D.C. Traffic Creeps Toward Nation's Worst
Tuesday, May 10, 2005
Gridlock has increased its stranglehold on the region, as a national study released yesterday showed that Washington area residents spend an average of 69 hours a year in traffic jams at a cost of $577 per commuter.
The Washington area had the third-worst traffic congestion in the United States, behind Los Angeles and San Francisco, for the fifth year in a row. For those keeping score, local motorists spent an additional three hours a year in tie-ups, and the region closed the gap between second and third place, the study said. For commuters, the results of the study confirmed what they knew: Already unpredictable commutes are even less predictable, and things aren't getting better.
"This is like the Olympics of gridlock," said Lon Anderson, spokesman for AAA Mid-Atlantic. "And I think our leaders have it wrong. I think they think we should be going for the gold. This is not an honor for which we should be proud."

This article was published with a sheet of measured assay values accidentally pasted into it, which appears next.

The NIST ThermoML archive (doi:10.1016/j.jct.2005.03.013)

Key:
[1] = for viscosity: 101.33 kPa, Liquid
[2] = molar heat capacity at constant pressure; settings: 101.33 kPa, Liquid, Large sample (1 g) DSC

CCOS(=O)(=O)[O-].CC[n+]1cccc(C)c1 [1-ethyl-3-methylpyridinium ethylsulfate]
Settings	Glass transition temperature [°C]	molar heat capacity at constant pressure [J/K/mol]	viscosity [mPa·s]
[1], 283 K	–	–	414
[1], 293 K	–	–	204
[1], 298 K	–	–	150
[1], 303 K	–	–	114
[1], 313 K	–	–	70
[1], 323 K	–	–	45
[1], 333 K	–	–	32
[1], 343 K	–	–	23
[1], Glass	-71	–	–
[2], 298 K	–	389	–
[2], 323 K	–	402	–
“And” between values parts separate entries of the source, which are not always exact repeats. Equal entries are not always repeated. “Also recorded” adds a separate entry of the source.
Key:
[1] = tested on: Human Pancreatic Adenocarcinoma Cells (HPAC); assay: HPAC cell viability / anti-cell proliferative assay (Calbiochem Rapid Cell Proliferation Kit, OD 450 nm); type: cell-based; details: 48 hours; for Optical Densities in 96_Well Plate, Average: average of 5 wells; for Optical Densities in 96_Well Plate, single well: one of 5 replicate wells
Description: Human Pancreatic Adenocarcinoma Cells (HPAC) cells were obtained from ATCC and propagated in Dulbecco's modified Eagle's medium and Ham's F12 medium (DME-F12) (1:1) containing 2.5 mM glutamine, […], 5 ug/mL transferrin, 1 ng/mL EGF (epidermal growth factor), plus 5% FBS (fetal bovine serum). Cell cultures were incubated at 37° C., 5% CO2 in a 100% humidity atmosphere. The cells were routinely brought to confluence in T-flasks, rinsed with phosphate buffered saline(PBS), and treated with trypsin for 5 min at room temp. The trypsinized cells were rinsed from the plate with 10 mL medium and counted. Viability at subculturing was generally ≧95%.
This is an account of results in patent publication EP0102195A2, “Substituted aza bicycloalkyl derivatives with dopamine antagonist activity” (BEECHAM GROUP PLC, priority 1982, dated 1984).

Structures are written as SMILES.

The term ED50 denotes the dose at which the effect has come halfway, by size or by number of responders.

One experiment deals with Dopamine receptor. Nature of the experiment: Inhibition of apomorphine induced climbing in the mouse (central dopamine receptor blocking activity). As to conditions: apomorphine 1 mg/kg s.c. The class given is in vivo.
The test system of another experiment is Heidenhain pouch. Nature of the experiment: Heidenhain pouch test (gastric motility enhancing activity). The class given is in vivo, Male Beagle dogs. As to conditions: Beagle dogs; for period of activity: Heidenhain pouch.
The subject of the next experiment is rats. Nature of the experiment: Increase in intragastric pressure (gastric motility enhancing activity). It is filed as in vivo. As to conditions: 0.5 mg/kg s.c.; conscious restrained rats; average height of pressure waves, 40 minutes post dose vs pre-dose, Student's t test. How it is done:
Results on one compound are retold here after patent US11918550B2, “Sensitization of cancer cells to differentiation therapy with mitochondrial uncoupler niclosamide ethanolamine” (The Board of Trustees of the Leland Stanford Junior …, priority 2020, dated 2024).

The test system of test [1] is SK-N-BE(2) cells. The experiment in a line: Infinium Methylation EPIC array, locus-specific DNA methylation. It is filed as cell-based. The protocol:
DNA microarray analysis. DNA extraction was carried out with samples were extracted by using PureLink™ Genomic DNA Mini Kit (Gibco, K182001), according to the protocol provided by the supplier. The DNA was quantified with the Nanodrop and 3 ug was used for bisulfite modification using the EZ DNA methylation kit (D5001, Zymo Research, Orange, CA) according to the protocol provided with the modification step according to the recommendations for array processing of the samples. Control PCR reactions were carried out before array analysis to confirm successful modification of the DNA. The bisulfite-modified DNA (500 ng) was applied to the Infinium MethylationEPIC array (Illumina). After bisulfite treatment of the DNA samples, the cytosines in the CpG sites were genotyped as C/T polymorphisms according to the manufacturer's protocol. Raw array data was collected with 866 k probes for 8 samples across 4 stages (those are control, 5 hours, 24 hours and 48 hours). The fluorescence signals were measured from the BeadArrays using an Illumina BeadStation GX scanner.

The study, done by the Texas Transportation Institute and based on 2003 statistics, also found that congestion is worsening in metropolitan areas where too few roads and rail lines are being built.
The report concludes that "the current pace of transportation improvement . . . is not sufficient to keep pace with even a slow growth in travel demands in most major urban areas."
The study also said poor highway management and land-use planning contribute to the deteriorating state of travel.
It also showed that congestion in seven of the nation's 13 largest cities actually got a bit better. Washington was not one of them.
For commuters, that means more time in the car on choked highways and less time with their families.
The worst part of commuting for some people is how unpredictable it is from day to day.
"On average, it takes me 30 minutes, but sometimes it's 25 or an hour and a half, for no apparent reason," said Sarah Melville, who commutes between Lorton and Alexandria each day. And it's going to get worse for her because her office is moving to Crystal City, a two-mile change that she says will add 10 or 15 minutes to her trip.
"To be honest, I don't see it getting better any time soon," said Melville, who works for PBS. "That is really frustrating. If you want to live near a big city these days, I guess that's what you have to expect."
Ronald F. Kirby, transportation planning director of the Metropolitan Washington Council of Governments, said: "Vehicle miles of travel are growing faster than capacity in almost every metro area in the country. Nationally, we're not adding road capacity at the rate we used to."